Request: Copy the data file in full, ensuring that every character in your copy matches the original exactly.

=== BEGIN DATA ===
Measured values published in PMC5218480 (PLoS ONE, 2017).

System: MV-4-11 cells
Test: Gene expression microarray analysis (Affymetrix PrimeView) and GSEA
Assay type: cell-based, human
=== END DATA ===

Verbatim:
Measured values published in PMC5218480 (PLoS ONE, 2017).

System: MV-4-11 cells
Test: Gene expression microarray analysis (Affymetrix PrimeView) and GSEA
Assay type: cell-based, human